(Photo courtesy of NetPS Plant Finder)
Height: 35 feet
Spread: 20 feet
Hardiness Zone: 9a
Other Names: syn. Aloe bainesii
A branching tree variety with an upright, spreading habit; impressive rosettes of succulent medium green leaves crown the branches, occasionally produces erect racemes of tubular rose-pink flowers from late fall, into winter; a great landscape accent
Tree Aloe features showy racemes of rose flowers with pink overtones rising above the foliage from late fall to late winter. It has attractive green foliage. The succulent sword-like leaves are highly ornamental and remain green throughout the winter. The fruit is not ornamentally significant. The mottled gray bark adds an interesting dimension to the landscape.
Tree Aloe is an evergreen plant with an upright spreading habit of growth. Its strikingly bold and coarse texture can be very effective in a balanced landscape composition.
This is a relatively low maintenance plant, and usually looks its best without pruning, although it will tolerate pruning. Deer don't particularly care for this plant and will usually leave it alone in favor of tastier treats. Gardeners should be aware of the following characteristic(s) that may warrant special consideration;
Tree Aloe is recommended for the following landscape applications;
- Container Planting
Planting & Growing
Tree Aloe will grow to be about 35 feet tall at maturity, with a spread of 20 feet. It has a high canopy of foliage that sits well above the ground, and should not be planted underneath power lines. As it matures, the lower branches of this tree can be strategically removed to create a high enough canopy to support unobstructed human traffic underneath. It grows at a medium rate, and under ideal conditions can be expected to live for 40 years or more.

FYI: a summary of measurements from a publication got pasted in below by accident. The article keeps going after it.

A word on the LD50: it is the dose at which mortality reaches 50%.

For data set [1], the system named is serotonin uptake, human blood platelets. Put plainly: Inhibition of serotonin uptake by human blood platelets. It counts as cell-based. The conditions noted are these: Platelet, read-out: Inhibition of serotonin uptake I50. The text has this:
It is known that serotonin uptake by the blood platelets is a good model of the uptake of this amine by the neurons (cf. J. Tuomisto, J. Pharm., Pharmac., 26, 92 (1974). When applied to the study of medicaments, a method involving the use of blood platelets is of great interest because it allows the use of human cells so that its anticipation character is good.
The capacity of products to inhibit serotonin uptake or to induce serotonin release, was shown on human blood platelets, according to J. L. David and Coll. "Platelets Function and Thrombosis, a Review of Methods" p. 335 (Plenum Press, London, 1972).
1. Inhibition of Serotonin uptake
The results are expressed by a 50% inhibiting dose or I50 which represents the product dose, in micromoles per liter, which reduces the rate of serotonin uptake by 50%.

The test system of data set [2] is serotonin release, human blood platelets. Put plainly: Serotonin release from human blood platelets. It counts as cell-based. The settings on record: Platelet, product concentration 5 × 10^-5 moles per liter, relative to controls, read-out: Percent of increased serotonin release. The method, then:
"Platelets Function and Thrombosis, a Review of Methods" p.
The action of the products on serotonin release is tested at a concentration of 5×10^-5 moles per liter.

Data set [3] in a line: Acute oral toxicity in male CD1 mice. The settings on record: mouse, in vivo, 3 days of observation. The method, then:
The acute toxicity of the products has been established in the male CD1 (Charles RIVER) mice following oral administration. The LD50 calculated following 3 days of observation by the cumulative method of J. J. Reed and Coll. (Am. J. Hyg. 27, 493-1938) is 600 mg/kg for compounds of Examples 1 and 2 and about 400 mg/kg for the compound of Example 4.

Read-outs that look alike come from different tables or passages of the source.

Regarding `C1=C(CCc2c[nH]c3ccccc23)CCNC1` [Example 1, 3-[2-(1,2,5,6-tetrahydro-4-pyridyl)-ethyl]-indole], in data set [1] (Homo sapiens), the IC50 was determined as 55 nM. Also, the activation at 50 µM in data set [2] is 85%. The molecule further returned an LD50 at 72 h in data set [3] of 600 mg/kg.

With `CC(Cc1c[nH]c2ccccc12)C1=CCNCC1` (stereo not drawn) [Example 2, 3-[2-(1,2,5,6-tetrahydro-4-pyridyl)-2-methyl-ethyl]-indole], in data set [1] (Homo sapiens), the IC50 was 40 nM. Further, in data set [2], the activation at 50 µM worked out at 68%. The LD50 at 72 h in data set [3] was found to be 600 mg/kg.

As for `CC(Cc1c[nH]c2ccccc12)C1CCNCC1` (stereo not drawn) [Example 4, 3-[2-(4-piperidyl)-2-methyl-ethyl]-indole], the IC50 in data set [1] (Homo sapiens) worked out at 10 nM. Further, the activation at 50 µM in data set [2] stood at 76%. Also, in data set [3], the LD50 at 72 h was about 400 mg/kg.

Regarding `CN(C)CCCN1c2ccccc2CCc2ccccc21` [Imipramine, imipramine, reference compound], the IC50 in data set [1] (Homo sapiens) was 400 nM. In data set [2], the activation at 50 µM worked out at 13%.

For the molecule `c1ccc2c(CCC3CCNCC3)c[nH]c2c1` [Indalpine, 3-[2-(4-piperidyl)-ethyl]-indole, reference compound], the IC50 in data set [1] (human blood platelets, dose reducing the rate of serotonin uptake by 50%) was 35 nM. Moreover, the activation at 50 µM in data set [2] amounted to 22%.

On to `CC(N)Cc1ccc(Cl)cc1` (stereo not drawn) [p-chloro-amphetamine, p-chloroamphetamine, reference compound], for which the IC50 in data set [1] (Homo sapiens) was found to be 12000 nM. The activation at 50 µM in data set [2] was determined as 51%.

This plant should only be grown in full sunlight. It prefers dry to average moisture levels with very well-drained soil, and will often die in standing water. It is considered to be drought-tolerant, and thus makes an ideal choice for xeriscaping or the moisture-conserving landscape. It is not particular as to soil pH, but grows best in sandy soils. It is somewhat tolerant of urban pollution. This species is not originally from North America. It can be propagated by cuttings.
Tree Aloe is a fine choice for the yard, but it is also a good selection for planting in outdoor pots and containers. Its large size and upright habit of growth lend it for use as a solitary accent, or in a composition surrounded by smaller plants around the base and those that spill over the edges. It is even sizeable enough that it can be grown alone in a suitable container. Note that when grown in a container, it may not perform exactly as indicated on the tag - this is to be expected. Also note that when growing plants in outdoor containers and baskets, they may require more frequent waterings than they would in the yard or garden.